On last week's Mad Men, Don Draper, emotionally wrecked by his divorce, hit a new low: He slept with his secretary, Allison, and then coldly ignored her the next day. We reached Alexa Alemanni, who plays Allison, to talk to about the eventful episode (and get hints about what's coming on Sunday!).
You've been on Mad Men since season one, right?
Yeah, I went in and auditioned with one line — "The grand lot of us are going to Lansky's" — which was a mouthful! And I just kept popping up all season, but it wasn't until season three that I came in as Don's secretary. I think Matt [Weiner] has done an amazing job of creating this full and textured world, and the characters are constantly present; it's really important to him to see a lot of similar faces and to repeat those faces.
Did you know that you were coming with Don to the new firm?
I mean, I had no idea I was coming back. It was very nice for me. The season ended with me, crying, saying, "He didn't even leave a note!" So my expectations were pretty low.
And did you have a clue that you'd be playing a bigger part? Specifically that you'd be sleeping with Don?
I had absolutely no idea, and I thought it was so surprising as a story line, because it's such a violation of these really strict codes that Don has for himself. So to see him cross those lines was such a clear indication of the emotional state he's in right now, and so the script was pretty shocking to read. I think I probably jumped around the apartment a couple of times, of course. That last scene I just think is so beautifully written, and it's really restrained in its writing, and it's such a great vehicle as an actor to get that space to fill in everything in between the lines.
What was it like to be the symbol of Don's descent?
He's very alone when we see him at the beginning of the season, and you don't see everything he went through. But you assume she was there for it, through the divorce, missing his kids, and I think she really steps in as his work wife, essentially. She cares for him and looks out for him, and that kind of almost made the whole thing worse, you know?
Why did she sleep with him? People have been arguing over her motivations.
Matt and I talked about that lot. I think when she goes over there, she really has every intention of getting him in the apartment, and making sure he's okay, and then continuing on with her night — you get the impression that she's done it before. And then I think it really all changes when he grabs her hand. What Matt and I talked about is that it's probable that when she first started working there, she probably had a little crush on him, and that physical contact kind of brings up all those thoughts and that regret. She definitely makes that conscious decision to kiss him back, and I think it's really understandable how it would happen.
What do you think her expectations about it were?
She really just kind of gets into it. There's also this excitement that happens instantly in that moment, you know? I think it's interesting how everyone's debating that scene the next morning. I've been hearing how strongly women, especially, have responded to it. I mean, I don't think she was expecting to be swept off her feet, or treated like Jane or anything like that. But it's natural that there's a kind of anticipation and excitement when you see that person the next day. What is he going to say? How is he going to look at me? What is he going to do? I just don't think she was expecting the whole thing to be ignored. It's one thing to say, "This shouldn't have happened," but it's another to say, "It never did happen." That's the heartbreaking thing about it for her.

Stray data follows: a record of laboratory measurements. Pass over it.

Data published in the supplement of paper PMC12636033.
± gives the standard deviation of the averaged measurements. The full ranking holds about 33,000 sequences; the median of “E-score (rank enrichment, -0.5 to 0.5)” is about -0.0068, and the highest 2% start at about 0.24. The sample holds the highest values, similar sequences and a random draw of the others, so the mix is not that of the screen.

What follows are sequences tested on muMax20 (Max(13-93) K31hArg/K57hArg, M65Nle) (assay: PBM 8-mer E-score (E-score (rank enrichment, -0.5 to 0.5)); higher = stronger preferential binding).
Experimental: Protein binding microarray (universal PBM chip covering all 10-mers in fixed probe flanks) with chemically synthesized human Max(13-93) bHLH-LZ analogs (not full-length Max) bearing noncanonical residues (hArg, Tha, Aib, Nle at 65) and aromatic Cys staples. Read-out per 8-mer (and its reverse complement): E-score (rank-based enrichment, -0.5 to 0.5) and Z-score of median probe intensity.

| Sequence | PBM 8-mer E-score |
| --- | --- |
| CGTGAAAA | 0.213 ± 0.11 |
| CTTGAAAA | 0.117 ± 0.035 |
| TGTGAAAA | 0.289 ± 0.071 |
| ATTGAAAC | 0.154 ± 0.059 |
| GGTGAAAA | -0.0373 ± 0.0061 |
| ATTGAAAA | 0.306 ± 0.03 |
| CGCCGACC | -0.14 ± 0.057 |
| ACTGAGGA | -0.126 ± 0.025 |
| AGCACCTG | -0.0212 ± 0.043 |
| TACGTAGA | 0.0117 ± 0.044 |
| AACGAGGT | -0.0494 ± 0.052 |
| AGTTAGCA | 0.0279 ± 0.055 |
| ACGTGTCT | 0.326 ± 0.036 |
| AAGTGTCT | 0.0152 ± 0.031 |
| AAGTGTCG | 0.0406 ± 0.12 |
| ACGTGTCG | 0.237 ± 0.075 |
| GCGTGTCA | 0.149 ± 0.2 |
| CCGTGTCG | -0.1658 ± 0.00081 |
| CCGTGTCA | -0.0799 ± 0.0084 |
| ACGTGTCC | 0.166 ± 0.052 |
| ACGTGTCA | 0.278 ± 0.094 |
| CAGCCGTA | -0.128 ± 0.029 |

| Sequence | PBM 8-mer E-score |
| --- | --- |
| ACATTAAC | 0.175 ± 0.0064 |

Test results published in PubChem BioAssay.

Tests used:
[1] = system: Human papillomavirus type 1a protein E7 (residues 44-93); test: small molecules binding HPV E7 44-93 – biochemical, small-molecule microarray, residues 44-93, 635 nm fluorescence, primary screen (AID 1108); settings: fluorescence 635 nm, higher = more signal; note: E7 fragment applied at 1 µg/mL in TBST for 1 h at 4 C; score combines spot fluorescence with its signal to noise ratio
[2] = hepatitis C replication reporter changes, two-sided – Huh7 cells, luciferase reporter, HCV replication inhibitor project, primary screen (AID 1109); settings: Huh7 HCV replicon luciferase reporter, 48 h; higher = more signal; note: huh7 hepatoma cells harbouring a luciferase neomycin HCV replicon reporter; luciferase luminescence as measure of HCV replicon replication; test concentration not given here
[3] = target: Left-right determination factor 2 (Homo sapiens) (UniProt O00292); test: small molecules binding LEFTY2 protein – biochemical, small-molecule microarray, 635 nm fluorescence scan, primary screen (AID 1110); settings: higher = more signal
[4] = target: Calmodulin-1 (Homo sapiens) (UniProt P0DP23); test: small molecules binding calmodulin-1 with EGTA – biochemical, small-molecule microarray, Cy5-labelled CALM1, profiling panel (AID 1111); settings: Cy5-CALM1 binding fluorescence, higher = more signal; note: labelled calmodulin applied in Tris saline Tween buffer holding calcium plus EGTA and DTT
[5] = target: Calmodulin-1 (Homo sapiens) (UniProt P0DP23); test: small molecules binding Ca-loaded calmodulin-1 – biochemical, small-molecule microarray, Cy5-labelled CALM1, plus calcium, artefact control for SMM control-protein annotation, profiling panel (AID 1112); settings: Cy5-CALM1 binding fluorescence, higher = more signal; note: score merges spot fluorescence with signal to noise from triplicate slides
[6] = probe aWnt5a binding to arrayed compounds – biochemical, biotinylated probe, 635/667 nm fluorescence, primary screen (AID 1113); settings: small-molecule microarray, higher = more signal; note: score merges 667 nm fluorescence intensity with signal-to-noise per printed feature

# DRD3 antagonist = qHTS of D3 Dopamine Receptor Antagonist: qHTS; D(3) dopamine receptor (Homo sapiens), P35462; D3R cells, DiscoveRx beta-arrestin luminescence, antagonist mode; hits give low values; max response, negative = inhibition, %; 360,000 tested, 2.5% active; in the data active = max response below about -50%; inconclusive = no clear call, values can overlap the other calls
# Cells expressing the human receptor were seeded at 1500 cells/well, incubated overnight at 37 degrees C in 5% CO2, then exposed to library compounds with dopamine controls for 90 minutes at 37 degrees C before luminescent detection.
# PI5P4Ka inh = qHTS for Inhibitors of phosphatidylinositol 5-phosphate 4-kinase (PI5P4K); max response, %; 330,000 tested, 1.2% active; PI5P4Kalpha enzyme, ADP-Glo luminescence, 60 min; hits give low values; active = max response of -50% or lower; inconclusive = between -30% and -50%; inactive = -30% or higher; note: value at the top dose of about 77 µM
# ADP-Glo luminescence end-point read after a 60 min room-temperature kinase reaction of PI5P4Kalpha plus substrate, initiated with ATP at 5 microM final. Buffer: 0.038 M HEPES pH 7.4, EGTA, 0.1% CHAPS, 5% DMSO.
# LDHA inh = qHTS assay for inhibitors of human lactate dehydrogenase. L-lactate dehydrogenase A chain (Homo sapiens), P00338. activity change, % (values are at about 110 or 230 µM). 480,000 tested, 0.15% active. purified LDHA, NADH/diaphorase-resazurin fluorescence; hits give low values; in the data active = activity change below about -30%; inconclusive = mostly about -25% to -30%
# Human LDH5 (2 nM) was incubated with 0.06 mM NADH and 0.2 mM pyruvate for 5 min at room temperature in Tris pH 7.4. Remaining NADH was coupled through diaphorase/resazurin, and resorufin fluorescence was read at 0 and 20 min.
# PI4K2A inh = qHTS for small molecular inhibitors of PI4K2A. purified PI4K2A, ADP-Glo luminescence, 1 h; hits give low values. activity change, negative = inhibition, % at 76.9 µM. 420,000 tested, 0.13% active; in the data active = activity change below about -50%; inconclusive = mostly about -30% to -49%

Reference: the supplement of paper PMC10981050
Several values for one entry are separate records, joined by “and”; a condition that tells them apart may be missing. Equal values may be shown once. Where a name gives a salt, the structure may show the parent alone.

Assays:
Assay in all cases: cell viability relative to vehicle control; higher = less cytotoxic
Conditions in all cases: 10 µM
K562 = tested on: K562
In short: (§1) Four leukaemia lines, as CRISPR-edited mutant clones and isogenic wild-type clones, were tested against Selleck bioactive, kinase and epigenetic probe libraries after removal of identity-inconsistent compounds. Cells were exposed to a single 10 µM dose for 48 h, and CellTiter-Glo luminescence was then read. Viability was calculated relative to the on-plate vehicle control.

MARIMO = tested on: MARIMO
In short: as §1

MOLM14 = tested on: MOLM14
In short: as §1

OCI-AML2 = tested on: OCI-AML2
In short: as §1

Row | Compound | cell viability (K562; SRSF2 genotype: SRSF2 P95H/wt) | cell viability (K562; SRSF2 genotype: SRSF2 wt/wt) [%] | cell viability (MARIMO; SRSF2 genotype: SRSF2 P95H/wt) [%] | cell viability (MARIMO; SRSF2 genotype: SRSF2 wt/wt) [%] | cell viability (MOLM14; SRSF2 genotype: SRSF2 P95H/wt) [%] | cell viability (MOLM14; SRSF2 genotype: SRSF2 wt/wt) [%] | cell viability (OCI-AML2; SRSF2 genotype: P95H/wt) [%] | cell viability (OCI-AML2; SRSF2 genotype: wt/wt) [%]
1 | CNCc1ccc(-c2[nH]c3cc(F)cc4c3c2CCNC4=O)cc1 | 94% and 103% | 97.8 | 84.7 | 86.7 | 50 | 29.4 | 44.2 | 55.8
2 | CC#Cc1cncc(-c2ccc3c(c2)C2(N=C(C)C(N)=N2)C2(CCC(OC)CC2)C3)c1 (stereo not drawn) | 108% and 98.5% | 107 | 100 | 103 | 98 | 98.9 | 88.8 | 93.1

Was she typing her resignation letter at the end?
Matt and I talked about the Christmas card — she knew Don didn't write it that morning. So it's not that he's paying her for the night before or anything like that, but I think she walks out of that office, and the card is just a reinforcement that this never happened. And she gets that, puts the card away, and she goes back to work. And that's really all that it is.
So she's not going to resign in that moment.
Exactly. It's funny to me how fans hold on to things a lot, like, where's Pete and Peggy's baby? Are Don and Betty going to get back to together? And the thing that I always say is that Matt writes really true to life. And whatever would actually happen, usually happens. I just think we're not used to seeing that. So, yeah, she wouldn't just walk out the door. She still has rent, she wants to keep her job. She also is still processing it.
What was your direction in that last scene? Stare sadly off in the distance?
[Laughs.] Nothing specific like that! You know it's a really good day when Matt comes down to set, because you know he's going to help you through the scene and give you something that's the key to everything. For me, what it really was is that there's no way to process that information quickly enough to really reach an emotional reaction. There just isn't enough time. So the best thing I could do is listen to the lines and let them affect me.
So what can we expect for Allison and Don this week?
I think it's going to be interesting to see how they adjust to the new situation. There's obviously this thing between them that's going unspoken and unacknowledged, but there's still something very intimate that happened between the two of them. So watching that play out, I think, is going to be really cool.